As Published In
Oracle Magazine
March/April 2009


Getting the Essentials Right

By Justin Kestelyn

New Oracle ADF how-to series focuses on utilizing productivity tools.

As any new technology moves along the path of maturity, adopters of that technology find themselves in need of different types of knowledge. At first, the overriding need is for documentation and training in order to make the discovery of possibilities and limitations easier—often at the expense of best practices. As time goes on, however, the principal need becomes best practices in pursuit of efficiency. In the case of technologies undergirding the developer platform, efficiency usually translates to developer productivity.

Oracle Application Development Framework (Oracle ADF), now nearly six years old, is a conforming example. With the production release of Oracle JDeveloper and Oracle ADF 11g in late 2008, the technology has left the “early adoption” phase. And developers are increasingly looking to community resources—that is, to each other—for best practices that will help them achieve a productive development experience.

As always, Oracle Technology Network (OTN) has stepped into that breach. We have partnered with John Stegeman, an architect with Cambridge Solutions in the U.K. and an Oracle ACE director (for Oracle Fusion Middleware), to craft a new Oracle ADF Development Essentials technical article series. The series began in December 2008 and will run through 2009. The first three installments focus specifically on the use of the Subversion version-control platform in single-user and team environments. 

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With the help of this series, developers can learn how to utilize productivity tools common in the wider development world—Subversion, Apache Ant, JUnit, and Hudson—alongside Oracle JDeveloper 11g in the Oracle ADF development environment. Furthermore, in alignment with the OTN “remove all barriers” philosophy, this how-to series is designed to be easily consumed.

Although the original concept for the series was Stegeman’s and he is the principal author, we welcome your contributions. If, for example, you work with other commonly used tools or utilities—and there is no shortage of options—in a manner that accelerates the Oracle ADF development process, and you want to document that approach in our series, let us know.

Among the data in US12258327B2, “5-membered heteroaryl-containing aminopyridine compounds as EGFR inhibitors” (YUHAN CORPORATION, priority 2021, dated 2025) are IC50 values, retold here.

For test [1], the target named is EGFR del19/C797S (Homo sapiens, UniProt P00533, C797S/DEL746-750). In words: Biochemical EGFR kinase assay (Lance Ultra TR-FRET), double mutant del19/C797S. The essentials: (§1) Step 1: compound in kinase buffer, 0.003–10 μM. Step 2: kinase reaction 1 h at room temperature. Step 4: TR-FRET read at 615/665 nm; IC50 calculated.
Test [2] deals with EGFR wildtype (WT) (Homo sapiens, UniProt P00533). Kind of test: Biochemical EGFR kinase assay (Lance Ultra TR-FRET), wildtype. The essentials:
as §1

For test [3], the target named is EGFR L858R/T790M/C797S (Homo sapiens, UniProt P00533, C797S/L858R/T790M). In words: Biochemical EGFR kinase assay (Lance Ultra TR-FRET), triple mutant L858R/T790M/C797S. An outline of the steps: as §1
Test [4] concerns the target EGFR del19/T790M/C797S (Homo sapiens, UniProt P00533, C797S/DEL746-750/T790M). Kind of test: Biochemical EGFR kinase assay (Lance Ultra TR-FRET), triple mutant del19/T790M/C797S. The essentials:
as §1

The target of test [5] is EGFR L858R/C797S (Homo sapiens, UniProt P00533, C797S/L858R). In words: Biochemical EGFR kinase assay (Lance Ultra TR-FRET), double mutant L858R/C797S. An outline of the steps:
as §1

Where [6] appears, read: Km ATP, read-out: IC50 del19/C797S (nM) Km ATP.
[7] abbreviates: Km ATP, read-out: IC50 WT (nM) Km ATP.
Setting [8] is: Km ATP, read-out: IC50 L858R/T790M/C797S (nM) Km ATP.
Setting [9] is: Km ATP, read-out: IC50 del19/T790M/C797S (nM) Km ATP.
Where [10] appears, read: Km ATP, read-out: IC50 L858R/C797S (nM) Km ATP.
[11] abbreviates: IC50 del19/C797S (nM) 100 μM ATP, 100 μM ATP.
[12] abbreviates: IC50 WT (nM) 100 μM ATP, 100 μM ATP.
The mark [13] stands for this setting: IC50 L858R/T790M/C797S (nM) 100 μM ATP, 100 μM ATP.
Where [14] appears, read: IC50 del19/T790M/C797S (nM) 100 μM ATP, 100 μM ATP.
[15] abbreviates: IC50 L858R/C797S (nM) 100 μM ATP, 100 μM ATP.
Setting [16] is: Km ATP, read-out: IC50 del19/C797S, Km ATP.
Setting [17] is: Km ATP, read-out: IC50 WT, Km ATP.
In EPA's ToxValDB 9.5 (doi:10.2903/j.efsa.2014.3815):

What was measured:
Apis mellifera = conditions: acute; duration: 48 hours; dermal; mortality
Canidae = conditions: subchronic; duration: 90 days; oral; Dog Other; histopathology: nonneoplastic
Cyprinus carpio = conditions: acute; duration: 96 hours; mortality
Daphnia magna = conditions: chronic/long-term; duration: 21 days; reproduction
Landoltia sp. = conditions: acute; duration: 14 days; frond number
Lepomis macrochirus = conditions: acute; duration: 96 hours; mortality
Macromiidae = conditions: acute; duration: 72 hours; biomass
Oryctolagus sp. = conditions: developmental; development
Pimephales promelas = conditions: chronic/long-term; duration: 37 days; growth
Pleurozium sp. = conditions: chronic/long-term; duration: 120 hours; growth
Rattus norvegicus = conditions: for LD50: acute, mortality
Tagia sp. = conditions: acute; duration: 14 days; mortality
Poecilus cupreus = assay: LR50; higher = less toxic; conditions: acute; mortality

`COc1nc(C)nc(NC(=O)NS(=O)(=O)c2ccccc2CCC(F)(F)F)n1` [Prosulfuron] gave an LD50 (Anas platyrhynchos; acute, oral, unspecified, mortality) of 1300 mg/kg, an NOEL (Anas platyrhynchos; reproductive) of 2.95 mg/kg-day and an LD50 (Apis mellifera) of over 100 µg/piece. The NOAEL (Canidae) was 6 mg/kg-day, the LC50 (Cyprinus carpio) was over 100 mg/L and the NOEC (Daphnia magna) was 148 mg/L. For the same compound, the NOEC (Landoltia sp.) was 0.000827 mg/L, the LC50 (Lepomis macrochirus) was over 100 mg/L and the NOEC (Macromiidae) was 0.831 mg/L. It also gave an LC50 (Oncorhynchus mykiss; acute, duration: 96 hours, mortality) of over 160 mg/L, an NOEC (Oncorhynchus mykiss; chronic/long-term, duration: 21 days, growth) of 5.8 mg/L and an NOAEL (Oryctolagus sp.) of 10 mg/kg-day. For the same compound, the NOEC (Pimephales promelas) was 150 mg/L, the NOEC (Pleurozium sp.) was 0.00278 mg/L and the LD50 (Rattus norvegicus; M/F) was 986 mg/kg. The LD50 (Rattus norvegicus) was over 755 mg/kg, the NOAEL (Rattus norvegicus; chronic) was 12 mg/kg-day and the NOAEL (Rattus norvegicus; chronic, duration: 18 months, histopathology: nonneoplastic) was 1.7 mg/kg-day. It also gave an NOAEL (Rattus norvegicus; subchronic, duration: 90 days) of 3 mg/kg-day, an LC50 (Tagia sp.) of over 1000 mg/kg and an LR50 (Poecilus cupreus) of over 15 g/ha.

Explore . Click here to submit manuscripts for this series.

Rich Enterprise Applications: Front and Center

As long as we’re on the subject of Oracle ADF, I want to direct your attention to a fascinating “microsite” that puts the technology on full display—literally.

This new microsite, introduced at Oracle Develop Beijing in December 2008, is constructed using Oracle JDeveloper and Oracle ADF, with Oracle ADF business components on the back end for data binding and Oracle ADF Faces Rich Client components on the front end. It serves as an aggregator for developer resources pertaining to the construction of rich enterprise applications (REAs).

REAs put the “enterprise” in the rich internet application (RIA) concept, by emphasizing enterprise requirements such as security, scalability, and developer productivity via prebaked integration with enterprise-class technology.

Visit to see the concept in action, as well as to access demos, documentation, downloads, and other resources for developers.

Architects Get Their Day

With the integration of BEA into Oracle, the former’s emphasis on the architect role has migrated to the latter. BEA’s Arch2Arch program now operates under the OTN umbrella, offering similar editorial content, an e-mail newsletter, discussion forums, blogs, and podcasts. Oracle is also offering one-day architect summits just as BEA did, with an agenda carefully crafted to appeal to that audience in all its diversity.

The OTN Architect Day agenda covers application grid architecture, service-oriented architecture best practices, governance, data integration, and virtualization. Learn more and register.


Justin Kestelyn
( is senior director, Oracle Technology Network and developer programs, as well as OTN editor in chief.

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